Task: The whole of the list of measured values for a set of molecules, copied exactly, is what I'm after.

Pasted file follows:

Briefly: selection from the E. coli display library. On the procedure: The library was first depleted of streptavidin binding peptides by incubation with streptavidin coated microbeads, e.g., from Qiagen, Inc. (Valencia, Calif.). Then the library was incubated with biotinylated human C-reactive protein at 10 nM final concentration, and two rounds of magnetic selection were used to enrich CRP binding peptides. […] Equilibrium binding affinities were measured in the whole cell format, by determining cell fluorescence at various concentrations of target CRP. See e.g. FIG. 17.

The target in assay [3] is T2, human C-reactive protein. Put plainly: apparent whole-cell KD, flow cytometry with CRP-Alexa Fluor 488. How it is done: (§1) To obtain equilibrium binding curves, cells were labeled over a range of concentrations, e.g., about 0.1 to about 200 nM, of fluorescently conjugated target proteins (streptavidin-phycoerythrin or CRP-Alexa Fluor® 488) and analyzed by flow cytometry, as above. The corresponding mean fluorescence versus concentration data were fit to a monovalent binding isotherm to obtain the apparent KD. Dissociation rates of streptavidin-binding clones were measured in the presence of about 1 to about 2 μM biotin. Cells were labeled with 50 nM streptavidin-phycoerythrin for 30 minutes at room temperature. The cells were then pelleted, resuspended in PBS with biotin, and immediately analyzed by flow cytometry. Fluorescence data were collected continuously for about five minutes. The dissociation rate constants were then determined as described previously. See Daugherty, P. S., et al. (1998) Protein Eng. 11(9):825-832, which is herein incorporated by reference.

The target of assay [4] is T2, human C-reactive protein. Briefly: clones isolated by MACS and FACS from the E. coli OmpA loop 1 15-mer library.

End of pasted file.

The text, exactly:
Briefly: selection from the E. coli display library. On the procedure: The library was first depleted of streptavidin binding peptides by incubation with streptavidin coated microbeads, e.g., from Qiagen, Inc. (Valencia, Calif.). Then the library was incubated with biotinylated human C-reactive protein at 10 nM final concentration, and two rounds of magnetic selection were used to enrich CRP binding peptides. […] Equilibrium binding affinities were measured in the whole cell format, by determining cell fluorescence at various concentrations of target CRP. See e.g. FIG. 17.

The target in assay [3] is T2, human C-reactive protein. Put plainly: apparent whole-cell KD, flow cytometry with CRP-Alexa Fluor 488. How it is done: (§1) To obtain equilibrium binding curves, cells were labeled over a range of concentrations, e.g., about 0.1 to about 200 nM, of fluorescently conjugated target proteins (streptavidin-phycoerythrin or CRP-Alexa Fluor® 488) and analyzed by flow cytometry, as above. The corresponding mean fluorescence versus concentration data were fit to a monovalent binding isotherm to obtain the apparent KD. Dissociation rates of streptavidin-binding clones were measured in the presence of about 1 to about 2 μM biotin. Cells were labeled with 50 nM streptavidin-phycoerythrin for 30 minutes at room temperature. The cells were then pelleted, resuspended in PBS with biotin, and immediately analyzed by flow cytometry. Fluorescence data were collected continuously for about five minutes. The dissociation rate constants were then determined as described previously. See Daugherty, P. S., et al. (1998) Protein Eng. 11(9):825-832, which is herein incorporated by reference.

The target of assay [4] is T2, human C-reactive protein. Briefly: clones isolated by MACS and FACS from the E. coli OmpA loop 1 15-mer library.